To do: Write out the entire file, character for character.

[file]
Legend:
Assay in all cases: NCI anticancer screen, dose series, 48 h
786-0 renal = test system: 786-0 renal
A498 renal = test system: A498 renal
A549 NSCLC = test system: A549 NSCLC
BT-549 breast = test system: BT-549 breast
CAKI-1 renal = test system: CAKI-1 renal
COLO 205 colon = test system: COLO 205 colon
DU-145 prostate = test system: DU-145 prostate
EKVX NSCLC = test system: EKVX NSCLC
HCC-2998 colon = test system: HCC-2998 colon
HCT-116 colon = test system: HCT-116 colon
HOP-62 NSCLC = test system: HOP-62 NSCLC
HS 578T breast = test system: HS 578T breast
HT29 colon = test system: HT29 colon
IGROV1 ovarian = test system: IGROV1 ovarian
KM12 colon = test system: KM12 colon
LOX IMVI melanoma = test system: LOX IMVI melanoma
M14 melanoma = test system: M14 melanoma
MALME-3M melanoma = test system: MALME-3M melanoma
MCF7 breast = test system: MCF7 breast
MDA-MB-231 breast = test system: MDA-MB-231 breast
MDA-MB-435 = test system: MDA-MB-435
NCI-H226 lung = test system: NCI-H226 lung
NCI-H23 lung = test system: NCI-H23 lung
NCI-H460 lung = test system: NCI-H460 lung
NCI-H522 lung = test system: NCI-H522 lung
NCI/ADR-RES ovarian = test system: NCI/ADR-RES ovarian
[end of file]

Legend:
Assay in all cases: NCI anticancer screen, dose series, 48 h
786-0 renal = test system: 786-0 renal
A498 renal = test system: A498 renal
A549 NSCLC = test system: A549 NSCLC
BT-549 breast = test system: BT-549 breast
CAKI-1 renal = test system: CAKI-1 renal
COLO 205 colon = test system: COLO 205 colon
DU-145 prostate = test system: DU-145 prostate
EKVX NSCLC = test system: EKVX NSCLC
HCC-2998 colon = test system: HCC-2998 colon
HCT-116 colon = test system: HCT-116 colon
HOP-62 NSCLC = test system: HOP-62 NSCLC
HS 578T breast = test system: HS 578T breast
HT29 colon = test system: HT29 colon
IGROV1 ovarian = test system: IGROV1 ovarian
KM12 colon = test system: KM12 colon
LOX IMVI melanoma = test system: LOX IMVI melanoma
M14 melanoma = test system: M14 melanoma
MALME-3M melanoma = test system: MALME-3M melanoma
MCF7 breast = test system: MCF7 breast
MDA-MB-231 breast = test system: MDA-MB-231 breast
MDA-MB-435 = test system: MDA-MB-435
NCI-H226 lung = test system: NCI-H226 lung
NCI-H23 lung = test system: NCI-H23 lung
NCI-H460 lung = test system: NCI-H460 lung
NCI-H522 lung = test system: NCI-H522 lung
NCI/ADR-RES ovarian = test system: NCI/ADR-RES ovarian